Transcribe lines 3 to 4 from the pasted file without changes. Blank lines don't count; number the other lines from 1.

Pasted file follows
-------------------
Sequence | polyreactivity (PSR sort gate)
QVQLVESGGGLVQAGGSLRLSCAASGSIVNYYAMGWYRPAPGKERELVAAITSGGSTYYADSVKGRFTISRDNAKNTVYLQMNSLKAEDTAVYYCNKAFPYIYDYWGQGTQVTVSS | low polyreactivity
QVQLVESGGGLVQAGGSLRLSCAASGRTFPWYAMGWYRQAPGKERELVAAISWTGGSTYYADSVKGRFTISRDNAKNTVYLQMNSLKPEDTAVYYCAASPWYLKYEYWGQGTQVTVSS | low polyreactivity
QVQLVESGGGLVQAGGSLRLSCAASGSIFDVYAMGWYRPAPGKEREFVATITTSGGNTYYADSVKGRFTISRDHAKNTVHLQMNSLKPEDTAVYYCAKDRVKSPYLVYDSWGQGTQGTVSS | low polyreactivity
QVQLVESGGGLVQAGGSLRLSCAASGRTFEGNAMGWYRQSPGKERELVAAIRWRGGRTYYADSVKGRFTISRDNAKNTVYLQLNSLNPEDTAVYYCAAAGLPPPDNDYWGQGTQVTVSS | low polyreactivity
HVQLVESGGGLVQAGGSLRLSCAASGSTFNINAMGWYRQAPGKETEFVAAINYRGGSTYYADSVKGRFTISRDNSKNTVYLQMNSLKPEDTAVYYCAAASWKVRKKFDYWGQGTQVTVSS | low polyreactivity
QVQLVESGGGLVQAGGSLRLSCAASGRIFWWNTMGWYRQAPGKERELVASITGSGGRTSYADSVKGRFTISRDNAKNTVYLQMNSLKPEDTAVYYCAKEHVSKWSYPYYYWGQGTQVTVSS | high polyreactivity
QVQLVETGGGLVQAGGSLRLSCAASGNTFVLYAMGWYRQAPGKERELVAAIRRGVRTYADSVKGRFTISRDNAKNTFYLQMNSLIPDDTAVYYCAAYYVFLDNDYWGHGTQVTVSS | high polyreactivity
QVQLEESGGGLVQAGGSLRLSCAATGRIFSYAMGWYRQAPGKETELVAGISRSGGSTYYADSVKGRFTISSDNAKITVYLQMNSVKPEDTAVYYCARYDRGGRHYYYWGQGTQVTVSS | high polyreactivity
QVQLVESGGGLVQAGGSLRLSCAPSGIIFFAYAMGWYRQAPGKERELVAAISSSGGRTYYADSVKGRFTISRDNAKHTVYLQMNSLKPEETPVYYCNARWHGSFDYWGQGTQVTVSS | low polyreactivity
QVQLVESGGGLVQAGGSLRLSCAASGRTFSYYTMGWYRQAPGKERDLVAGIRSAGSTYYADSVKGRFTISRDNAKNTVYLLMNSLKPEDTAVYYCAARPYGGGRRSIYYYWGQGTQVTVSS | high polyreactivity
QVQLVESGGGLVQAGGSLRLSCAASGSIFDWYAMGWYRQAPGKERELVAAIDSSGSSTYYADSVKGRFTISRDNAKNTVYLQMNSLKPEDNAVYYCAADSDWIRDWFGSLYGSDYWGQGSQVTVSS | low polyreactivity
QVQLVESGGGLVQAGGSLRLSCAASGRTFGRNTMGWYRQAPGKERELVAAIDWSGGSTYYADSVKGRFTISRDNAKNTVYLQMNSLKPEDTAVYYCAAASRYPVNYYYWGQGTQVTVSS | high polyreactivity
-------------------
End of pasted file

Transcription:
QVQLVESGGGLVQAGGSLRLSCAASGRTFPWYAMGWYRQAPGKERELVAAISWTGGSTYYADSVKGRFTISRDNAKNTVYLQMNSLKPEDTAVYYCAASPWYLKYEYWGQGTQVTVSS | low polyreactivity
QVQLVESGGGLVQAGGSLRLSCAASGSIFDVYAMGWYRPAPGKEREFVATITTSGGNTYYADSVKGRFTISRDHAKNTVHLQMNSLKPEDTAVYYCAKDRVKSPYLVYDSWGQGTQGTVSS | low polyreactivity